the first ten amendments to the United States Constitution. written to address the objections raised by Anti-Federalists, the Bill of Rights add to the Constitution specific guarantees of personal freedoms and rights, clear limitations on the government's power in judicial and other proceedings, and explicit declarations that all powers not specifically delegated to Congress by the Constitution are reserved for the states or the people.
  • Jay's Treaty

    Jay's Treaty
    was a 1795 treaty between the United States and Great Britain that averted war, resolved issues remaining since the Treaty of Paris of 1783 (which ended the American Revolutionary War), and facilitated ten years of peaceful trade between the United States and Britain in the midst of the French Revolutionary Wars, which began in 1792. was negotiated by John Jay and gained many of the primary American goals. This included the withdrawal of British Army units from forts in the Northwest Territory
  • the Whiskey Rebellion

    the Whiskey Rebellion
    was a 1794 uprising of farmers and distillers in western Pennsylvania in protest of a whiskey tax enacted by the federal government. whiskey economically was imported because it earned a large profit. over 6,000 people threatened to attack Pittsburgh if the taxes weren't taken away so, President Washington respond by sending troops to quell what some feared could become a full-blown revolutionist. it was the first major domestic tax of the constitution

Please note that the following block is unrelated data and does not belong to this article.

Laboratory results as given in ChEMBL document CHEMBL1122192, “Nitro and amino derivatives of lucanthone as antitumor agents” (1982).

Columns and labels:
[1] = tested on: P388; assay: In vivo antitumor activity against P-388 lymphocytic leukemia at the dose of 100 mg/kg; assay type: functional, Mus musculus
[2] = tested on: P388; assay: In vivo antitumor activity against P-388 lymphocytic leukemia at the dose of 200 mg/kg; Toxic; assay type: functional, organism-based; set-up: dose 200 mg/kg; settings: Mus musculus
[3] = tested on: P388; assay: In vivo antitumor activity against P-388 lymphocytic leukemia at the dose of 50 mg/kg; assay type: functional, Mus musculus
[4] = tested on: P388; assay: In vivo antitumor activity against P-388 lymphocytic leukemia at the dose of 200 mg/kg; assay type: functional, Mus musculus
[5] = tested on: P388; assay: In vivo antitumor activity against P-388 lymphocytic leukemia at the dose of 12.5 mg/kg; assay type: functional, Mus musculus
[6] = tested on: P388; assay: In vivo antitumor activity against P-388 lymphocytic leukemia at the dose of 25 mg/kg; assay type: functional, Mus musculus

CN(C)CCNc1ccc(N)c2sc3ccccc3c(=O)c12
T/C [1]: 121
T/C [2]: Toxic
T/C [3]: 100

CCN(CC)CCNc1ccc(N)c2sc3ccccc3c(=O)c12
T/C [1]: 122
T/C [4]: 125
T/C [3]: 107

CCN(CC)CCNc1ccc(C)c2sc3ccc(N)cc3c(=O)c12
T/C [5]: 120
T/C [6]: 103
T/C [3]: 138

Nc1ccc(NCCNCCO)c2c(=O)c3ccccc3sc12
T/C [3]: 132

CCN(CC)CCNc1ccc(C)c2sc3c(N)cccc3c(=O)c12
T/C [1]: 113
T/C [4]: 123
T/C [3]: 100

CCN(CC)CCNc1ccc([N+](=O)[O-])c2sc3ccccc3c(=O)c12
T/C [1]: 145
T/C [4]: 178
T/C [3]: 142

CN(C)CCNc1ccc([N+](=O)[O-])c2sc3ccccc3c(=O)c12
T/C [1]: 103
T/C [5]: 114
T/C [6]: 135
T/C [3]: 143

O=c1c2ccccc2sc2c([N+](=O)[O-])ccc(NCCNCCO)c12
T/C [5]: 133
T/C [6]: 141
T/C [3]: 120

• XYZ Affair

    XYZ Affair
    was a diplomatic incident between France and America in the late 18th century that led to an undeclared war at sea. the United States and Britain signed the Jay Treaty, which resolved several longstanding issues between those two nations. The French were infuriated by Jay’s Treaty, believing it violated earlier treaties between the United States and France; as a result, they went on to seize a substantial number of American merchant ships.
  • yeoman farmers

    yeoman farmers
    who owned his own modest farm and worked it primarily with family labor remains the embodiment of the ideal American: honest, virtuous, hardworking, and independent. These same values made yeomen farmers central to the republican vision of the new nation. 75% of yeoman farmers DID NOT own slaves. they caught runaway slaves.and they guarded against slave rebellions